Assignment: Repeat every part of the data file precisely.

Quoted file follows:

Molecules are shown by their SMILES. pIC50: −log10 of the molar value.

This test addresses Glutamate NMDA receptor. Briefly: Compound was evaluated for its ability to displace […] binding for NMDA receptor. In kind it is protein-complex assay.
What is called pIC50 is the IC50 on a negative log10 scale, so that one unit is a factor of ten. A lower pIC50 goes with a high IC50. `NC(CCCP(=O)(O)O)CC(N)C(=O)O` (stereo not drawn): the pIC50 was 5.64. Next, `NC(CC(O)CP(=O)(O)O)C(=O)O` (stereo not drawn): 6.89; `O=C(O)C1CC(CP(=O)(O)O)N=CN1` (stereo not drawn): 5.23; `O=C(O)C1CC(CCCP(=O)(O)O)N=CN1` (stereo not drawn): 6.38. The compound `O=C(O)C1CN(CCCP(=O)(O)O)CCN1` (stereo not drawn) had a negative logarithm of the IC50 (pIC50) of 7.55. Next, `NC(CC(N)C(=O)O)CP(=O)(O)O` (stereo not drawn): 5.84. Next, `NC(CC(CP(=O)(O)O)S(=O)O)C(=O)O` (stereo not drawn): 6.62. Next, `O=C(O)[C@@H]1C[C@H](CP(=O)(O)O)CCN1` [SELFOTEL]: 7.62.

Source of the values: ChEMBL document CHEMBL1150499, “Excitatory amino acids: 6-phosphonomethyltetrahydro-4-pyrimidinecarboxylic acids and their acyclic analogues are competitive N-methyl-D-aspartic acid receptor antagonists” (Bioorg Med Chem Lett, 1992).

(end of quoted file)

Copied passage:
Molecules are shown by their SMILES. pIC50: −log10 of the molar value.

This test addresses Glutamate NMDA receptor. Briefly: Compound was evaluated for its ability to displace […] binding for NMDA receptor. In kind it is protein-complex assay.
What is called pIC50 is the IC50 on a negative log10 scale, so that one unit is a factor of ten. A lower pIC50 goes with a high IC50. `NC(CCCP(=O)(O)O)CC(N)C(=O)O` (stereo not drawn): the pIC50 was 5.64. Next, `NC(CC(O)CP(=O)(O)O)C(=O)O` (stereo not drawn): 6.89; `O=C(O)C1CC(CP(=O)(O)O)N=CN1` (stereo not drawn): 5.23; `O=C(O)C1CC(CCCP(=O)(O)O)N=CN1` (stereo not drawn): 6.38. The compound `O=C(O)C1CN(CCCP(=O)(O)O)CCN1` (stereo not drawn) had a negative logarithm of the IC50 (pIC50) of 7.55. Next, `NC(CC(N)C(=O)O)CP(=O)(O)O` (stereo not drawn): 5.84. Next, `NC(CC(CP(=O)(O)O)S(=O)O)C(=O)O` (stereo not drawn): 6.62. Next, `O=C(O)[C@@H]1C[C@H](CP(=O)(O)O)CCN1` [SELFOTEL]: 7.62.

Source of the values: ChEMBL document CHEMBL1150499, “Excitatory amino acids: 6-phosphonomethyltetrahydro-4-pyrimidinecarboxylic acids and their acyclic analogues are competitive N-methyl-D-aspartic acid receptor antagonists” (Bioorg Med Chem Lett, 1992).